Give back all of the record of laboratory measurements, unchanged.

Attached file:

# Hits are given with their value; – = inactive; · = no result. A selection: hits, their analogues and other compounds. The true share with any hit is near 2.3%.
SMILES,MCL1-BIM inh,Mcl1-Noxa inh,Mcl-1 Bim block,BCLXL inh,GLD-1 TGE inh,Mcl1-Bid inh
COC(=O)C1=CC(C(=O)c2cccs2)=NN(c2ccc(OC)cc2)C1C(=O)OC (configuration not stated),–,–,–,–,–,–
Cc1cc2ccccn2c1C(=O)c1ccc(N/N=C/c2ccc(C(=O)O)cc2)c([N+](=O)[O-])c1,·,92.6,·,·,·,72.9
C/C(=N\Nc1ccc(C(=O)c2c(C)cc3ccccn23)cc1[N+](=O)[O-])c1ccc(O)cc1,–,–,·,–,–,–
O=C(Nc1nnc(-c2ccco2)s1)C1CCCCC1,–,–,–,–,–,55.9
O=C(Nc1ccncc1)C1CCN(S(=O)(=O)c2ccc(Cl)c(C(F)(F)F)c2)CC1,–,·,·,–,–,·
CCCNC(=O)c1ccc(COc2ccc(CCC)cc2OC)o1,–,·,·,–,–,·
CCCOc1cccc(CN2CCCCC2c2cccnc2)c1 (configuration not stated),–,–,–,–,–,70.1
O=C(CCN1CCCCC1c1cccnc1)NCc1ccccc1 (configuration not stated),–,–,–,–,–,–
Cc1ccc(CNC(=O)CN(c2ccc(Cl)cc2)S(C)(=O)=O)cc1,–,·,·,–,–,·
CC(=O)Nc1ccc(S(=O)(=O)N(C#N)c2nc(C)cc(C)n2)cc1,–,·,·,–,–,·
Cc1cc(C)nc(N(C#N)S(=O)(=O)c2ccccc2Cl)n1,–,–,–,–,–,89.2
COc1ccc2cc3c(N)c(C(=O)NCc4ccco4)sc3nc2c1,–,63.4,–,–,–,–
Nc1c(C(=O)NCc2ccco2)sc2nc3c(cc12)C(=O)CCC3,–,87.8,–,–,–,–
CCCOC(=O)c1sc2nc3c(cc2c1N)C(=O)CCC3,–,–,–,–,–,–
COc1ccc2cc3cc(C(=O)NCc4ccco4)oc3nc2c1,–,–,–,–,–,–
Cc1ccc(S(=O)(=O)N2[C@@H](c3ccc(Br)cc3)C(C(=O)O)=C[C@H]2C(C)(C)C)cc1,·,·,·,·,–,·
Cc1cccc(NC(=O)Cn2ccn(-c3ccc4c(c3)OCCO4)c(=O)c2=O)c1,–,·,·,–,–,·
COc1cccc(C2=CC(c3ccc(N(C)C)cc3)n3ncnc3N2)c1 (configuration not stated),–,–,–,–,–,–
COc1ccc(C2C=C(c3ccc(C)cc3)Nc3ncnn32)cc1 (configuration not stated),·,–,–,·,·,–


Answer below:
# Hits are given with their value; – = inactive; · = no result. A selection: hits, their analogues and other compounds. The true share with any hit is near 2.3%.
SMILES,MCL1-BIM inh,Mcl1-Noxa inh,Mcl-1 Bim block,BCLXL inh,GLD-1 TGE inh,Mcl1-Bid inh
COC(=O)C1=CC(C(=O)c2cccs2)=NN(c2ccc(OC)cc2)C1C(=O)OC (configuration not stated),–,–,–,–,–,–
Cc1cc2ccccn2c1C(=O)c1ccc(N/N=C/c2ccc(C(=O)O)cc2)c([N+](=O)[O-])c1,·,92.6,·,·,·,72.9
C/C(=N\Nc1ccc(C(=O)c2c(C)cc3ccccn23)cc1[N+](=O)[O-])c1ccc(O)cc1,–,–,·,–,–,–
O=C(Nc1nnc(-c2ccco2)s1)C1CCCCC1,–,–,–,–,–,55.9
O=C(Nc1ccncc1)C1CCN(S(=O)(=O)c2ccc(Cl)c(C(F)(F)F)c2)CC1,–,·,·,–,–,·
CCCNC(=O)c1ccc(COc2ccc(CCC)cc2OC)o1,–,·,·,–,–,·
CCCOc1cccc(CN2CCCCC2c2cccnc2)c1 (configuration not stated),–,–,–,–,–,70.1
O=C(CCN1CCCCC1c1cccnc1)NCc1ccccc1 (configuration not stated),–,–,–,–,–,–
Cc1ccc(CNC(=O)CN(c2ccc(Cl)cc2)S(C)(=O)=O)cc1,–,·,·,–,–,·
CC(=O)Nc1ccc(S(=O)(=O)N(C#N)c2nc(C)cc(C)n2)cc1,–,·,·,–,–,·
Cc1cc(C)nc(N(C#N)S(=O)(=O)c2ccccc2Cl)n1,–,–,–,–,–,89.2
COc1ccc2cc3c(N)c(C(=O)NCc4ccco4)sc3nc2c1,–,63.4,–,–,–,–
Nc1c(C(=O)NCc2ccco2)sc2nc3c(cc12)C(=O)CCC3,–,87.8,–,–,–,–
CCCOC(=O)c1sc2nc3c(cc2c1N)C(=O)CCC3,–,–,–,–,–,–
COc1ccc2cc3cc(C(=O)NCc4ccco4)oc3nc2c1,–,–,–,–,–,–
Cc1ccc(S(=O)(=O)N2[C@@H](c3ccc(Br)cc3)C(C(=O)O)=C[C@H]2C(C)(C)C)cc1,·,·,·,·,–,·
Cc1cccc(NC(=O)Cn2ccn(-c3ccc4c(c3)OCCO4)c(=O)c2=O)c1,–,·,·,–,–,·
COc1cccc(C2=CC(c3ccc(N(C)C)cc3)n3ncnc3N2)c1 (configuration not stated),–,–,–,–,–,–
COc1ccc(C2C=C(c3ccc(C)cc3)Nc3ncnn32)cc1 (configuration not stated),·,–,–,·,·,–